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Curley v. Wells Fargo & Co.

United States District Court, N.D. California, San Francisco Division

December 23, 2014

DAVID CURLEY, Plaintiff,
v.
WELLS FARGO & CO., and others, Defendants.

ORDER GRANTING IN PART AND DENYING IN PART MOTION TO DISMISS Re: Dkt. Nos. 93

NATHANAEL M. COUSINS, Magistrate Judge.

Plaintiff David Curley alleges that Wells Fargo, along with Freddie Mac, fraudulently deprived him of a permanent loan modification, despite Curley's compliance with the terms of a trial period payment plan. According to Curley, he justifiably relied upon Wells Fargo's promise not to start foreclosure proceedings so long as he fulfilled his contractual obligations under the plan. He claims to have suffered damages when Wells Fargo foreclosed on his home. Wells Fargo and Freddie Mac seek to dismiss all of Curley's causes of action, as alleged in the First Amended Complaint. For the reasons discussed below, the Court DENIES Wells Fargo's motion to dismiss Curley's claims for breach of contract, breach of the implied covenant of good faith and fair dealing, and intentional fraud. The Court DENIES in part and GRANTS in part Well's Fargo's motion to dismiss Curley's constructive fraud claim. The Court GRANTS Freddie Mac's motion to dismiss Curley's claims for intentional interference with contract, and intentional interference with prospective economic advantage.

I. BACKGROUND

A. Facts

This case stems from Curley's failed attempt to secure a loan modification and the subsequent foreclosure sale of his home. The following relevant facts come from Curley's First Amendment Complaint. Dkt. No. 92.

In 2006, Curley obtained a $356, 000 fixed-rate loan from Wells Fargo Bank, secured by his home in Burlingame, California. Dkt. No. 92 at 4. As a result of the economic downturn in 2008 and 2009, Curley's coin-operated amusement and vending business struggled, and Curley's income declined. Id. Curley defaulted on his loan. Id. A notice of default was recorded on November 2, 2009. Id. Pursuant to the Home Affordable Modification Program ("HAMP"), Wells Fargo agreed to review Curley for a loan modification by offering him a trial period plan ("TPP"). Id.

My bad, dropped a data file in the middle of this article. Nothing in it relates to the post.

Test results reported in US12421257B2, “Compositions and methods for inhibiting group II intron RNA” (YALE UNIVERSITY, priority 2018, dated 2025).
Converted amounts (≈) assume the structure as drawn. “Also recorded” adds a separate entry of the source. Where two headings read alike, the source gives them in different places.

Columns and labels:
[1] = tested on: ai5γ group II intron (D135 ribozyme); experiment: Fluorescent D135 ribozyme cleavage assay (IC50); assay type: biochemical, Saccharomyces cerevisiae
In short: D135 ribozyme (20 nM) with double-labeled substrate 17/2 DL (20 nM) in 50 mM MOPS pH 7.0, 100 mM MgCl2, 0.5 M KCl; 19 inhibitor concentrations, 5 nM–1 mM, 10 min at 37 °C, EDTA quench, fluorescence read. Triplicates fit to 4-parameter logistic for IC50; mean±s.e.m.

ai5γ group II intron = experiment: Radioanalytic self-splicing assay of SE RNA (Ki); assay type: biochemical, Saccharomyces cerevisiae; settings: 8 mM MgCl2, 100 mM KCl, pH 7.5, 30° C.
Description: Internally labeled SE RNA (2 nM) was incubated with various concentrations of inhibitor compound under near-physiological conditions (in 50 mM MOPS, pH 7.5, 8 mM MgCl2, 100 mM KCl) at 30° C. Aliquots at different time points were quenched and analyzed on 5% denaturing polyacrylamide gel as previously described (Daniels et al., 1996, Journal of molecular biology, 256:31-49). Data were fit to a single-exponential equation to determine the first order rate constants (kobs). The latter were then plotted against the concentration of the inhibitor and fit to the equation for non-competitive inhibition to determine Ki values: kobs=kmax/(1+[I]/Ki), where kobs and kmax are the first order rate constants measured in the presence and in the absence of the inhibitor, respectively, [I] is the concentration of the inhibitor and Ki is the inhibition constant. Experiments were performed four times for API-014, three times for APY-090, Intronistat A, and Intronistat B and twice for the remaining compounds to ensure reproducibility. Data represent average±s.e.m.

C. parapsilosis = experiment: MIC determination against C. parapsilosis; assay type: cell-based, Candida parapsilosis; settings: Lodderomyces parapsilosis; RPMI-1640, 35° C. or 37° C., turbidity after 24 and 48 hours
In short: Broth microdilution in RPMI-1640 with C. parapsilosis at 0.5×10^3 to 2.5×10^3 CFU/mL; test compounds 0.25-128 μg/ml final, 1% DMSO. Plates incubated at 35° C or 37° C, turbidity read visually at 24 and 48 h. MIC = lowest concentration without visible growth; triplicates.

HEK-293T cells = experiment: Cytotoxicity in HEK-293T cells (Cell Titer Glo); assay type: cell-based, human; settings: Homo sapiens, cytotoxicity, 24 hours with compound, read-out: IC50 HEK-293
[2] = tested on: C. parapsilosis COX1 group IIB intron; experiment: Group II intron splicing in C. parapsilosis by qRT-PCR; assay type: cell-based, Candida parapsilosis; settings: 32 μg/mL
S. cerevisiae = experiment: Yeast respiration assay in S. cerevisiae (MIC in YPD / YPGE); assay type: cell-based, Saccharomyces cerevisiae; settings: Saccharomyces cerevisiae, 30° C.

According to the complaint, the offer stated, "If you qualify under the federal governments [sic] Home Affordable Modification program and comply with the terms of the Trial Period Plan (TPP) we will modify your mortgage loan and you can avoid foreclosure." Id. at 5. Another part of the offer states: "As long as you comply with the terms of the Trial Period Plan we will not start foreclosure proceedings or conduct a foreclosure sale if foreclosure proceedings have started...." Id.

This TPP offer further stated: "To accept this offer, and see if you qualify for a Home Affordable Modification, fax items 1, 3, 4 and 5 listed below... and use the enclosed return envelope to return your 1st payment no later than 01/30/2010." Id. Notably, item 5 of the TPP offer required "documentation to verify all of the income of each borrower[, ]" including a "[c]opy of the most recent filed federal tax return with all schedules[.]" Id. To accept the offer, Curley was required to "send in both signed copies of the Trial Period Plan, all required income documentation, and [his] first trial period payment by... 02/01/2010." Id. The TPP provided that Wells Fargo would permanently modify Curley's loan if (1) Curley was qualified for a loan modification under HAMP's guidelines, and (2) Curley accepted the offer, submitted all necessary documentation, and made all TPP payments. Id. According to the complaint, "the TPP offer stated that Wells Fargo would send plaintiff either a copy of the proposed loan modification or a notification that he did not qualify for the offer after he returned signed copies of the TPP." Id. at 4.